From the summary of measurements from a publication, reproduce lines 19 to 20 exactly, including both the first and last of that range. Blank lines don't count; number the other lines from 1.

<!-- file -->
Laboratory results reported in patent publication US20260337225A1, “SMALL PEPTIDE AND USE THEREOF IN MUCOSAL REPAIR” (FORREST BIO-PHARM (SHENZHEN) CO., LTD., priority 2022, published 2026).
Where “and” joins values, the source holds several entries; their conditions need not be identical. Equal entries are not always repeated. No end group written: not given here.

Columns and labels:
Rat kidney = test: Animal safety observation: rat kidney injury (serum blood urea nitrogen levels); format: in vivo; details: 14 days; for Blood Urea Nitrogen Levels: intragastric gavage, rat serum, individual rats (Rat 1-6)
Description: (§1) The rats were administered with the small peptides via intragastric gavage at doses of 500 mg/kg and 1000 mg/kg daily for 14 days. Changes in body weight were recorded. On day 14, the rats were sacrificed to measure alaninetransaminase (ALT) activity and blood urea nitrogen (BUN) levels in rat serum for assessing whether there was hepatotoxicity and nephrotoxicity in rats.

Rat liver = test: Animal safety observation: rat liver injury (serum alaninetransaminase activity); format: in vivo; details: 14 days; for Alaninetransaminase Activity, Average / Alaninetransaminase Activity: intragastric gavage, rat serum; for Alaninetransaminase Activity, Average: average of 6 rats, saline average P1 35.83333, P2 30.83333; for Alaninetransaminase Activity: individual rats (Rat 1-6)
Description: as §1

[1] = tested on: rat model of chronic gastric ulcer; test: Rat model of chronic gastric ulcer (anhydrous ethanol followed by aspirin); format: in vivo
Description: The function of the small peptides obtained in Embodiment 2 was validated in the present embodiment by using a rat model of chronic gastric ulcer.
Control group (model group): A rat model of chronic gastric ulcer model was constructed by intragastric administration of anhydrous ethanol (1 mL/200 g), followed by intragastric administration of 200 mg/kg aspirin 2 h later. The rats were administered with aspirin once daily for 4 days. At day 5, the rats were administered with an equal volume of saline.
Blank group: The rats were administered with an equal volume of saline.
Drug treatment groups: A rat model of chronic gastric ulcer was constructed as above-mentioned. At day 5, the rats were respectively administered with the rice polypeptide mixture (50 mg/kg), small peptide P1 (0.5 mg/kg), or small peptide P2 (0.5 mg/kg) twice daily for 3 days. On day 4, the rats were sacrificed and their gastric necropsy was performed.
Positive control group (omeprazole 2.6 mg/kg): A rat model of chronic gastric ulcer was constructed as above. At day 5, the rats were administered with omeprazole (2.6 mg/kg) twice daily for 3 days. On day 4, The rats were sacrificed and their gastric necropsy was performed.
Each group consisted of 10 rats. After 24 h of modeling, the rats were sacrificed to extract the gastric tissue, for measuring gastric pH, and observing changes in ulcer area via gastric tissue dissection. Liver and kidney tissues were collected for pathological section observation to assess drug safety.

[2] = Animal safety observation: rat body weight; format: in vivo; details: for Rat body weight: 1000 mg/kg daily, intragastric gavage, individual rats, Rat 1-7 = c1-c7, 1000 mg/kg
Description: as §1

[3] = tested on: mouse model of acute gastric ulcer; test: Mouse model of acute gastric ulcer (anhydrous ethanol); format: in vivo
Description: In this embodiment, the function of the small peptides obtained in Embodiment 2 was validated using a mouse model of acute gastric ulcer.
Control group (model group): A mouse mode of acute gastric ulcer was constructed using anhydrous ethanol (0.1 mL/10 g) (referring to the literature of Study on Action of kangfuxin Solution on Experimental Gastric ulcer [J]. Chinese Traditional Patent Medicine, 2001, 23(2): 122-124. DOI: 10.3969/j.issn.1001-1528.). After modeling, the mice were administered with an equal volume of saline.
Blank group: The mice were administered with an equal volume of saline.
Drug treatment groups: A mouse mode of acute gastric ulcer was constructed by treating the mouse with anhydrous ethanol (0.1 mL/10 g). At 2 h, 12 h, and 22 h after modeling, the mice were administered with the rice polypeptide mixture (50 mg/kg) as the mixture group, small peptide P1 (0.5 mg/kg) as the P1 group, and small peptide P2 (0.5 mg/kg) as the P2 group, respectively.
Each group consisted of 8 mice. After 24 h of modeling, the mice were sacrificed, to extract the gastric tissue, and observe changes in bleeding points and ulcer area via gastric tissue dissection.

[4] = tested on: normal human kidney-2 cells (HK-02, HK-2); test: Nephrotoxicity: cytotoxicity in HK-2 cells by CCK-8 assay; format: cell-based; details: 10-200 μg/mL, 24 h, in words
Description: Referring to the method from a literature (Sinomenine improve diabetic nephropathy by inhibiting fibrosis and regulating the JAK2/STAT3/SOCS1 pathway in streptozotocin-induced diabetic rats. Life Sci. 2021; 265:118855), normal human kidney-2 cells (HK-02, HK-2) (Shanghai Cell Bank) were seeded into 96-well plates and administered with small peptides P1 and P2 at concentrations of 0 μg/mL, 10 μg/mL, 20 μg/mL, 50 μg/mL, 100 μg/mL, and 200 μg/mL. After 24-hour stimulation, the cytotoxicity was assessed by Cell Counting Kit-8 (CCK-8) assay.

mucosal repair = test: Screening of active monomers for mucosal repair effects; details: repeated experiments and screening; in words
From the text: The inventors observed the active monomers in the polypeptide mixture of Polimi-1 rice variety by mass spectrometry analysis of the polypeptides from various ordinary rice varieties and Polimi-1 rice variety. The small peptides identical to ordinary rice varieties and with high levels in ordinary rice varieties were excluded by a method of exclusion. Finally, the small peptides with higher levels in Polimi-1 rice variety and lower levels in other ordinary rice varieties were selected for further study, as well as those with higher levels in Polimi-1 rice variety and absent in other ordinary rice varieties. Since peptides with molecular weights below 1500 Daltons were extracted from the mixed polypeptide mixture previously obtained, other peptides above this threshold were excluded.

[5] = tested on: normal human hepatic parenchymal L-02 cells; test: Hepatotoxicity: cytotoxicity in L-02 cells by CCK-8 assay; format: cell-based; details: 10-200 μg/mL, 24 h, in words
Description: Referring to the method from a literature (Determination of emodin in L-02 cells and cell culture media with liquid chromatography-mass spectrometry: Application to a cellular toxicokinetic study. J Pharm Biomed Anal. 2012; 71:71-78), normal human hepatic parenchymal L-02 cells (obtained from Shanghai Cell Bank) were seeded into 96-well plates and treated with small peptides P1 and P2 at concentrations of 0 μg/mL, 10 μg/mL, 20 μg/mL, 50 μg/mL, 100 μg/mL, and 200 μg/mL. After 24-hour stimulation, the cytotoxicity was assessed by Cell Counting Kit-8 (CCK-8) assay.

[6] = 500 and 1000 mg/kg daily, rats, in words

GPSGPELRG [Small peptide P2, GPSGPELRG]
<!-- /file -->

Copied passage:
Control group (model group): A mouse mode of acute gastric ulcer was constructed using anhydrous ethanol (0.1 mL/10 g) (referring to the literature of Study on Action of kangfuxin Solution on Experimental Gastric ulcer [J]. Chinese Traditional Patent Medicine, 2001, 23(2): 122-124. DOI: 10.3969/j.issn.1001-1528.). After modeling, the mice were administered with an equal volume of saline.
Blank group: The mice were administered with an equal volume of saline.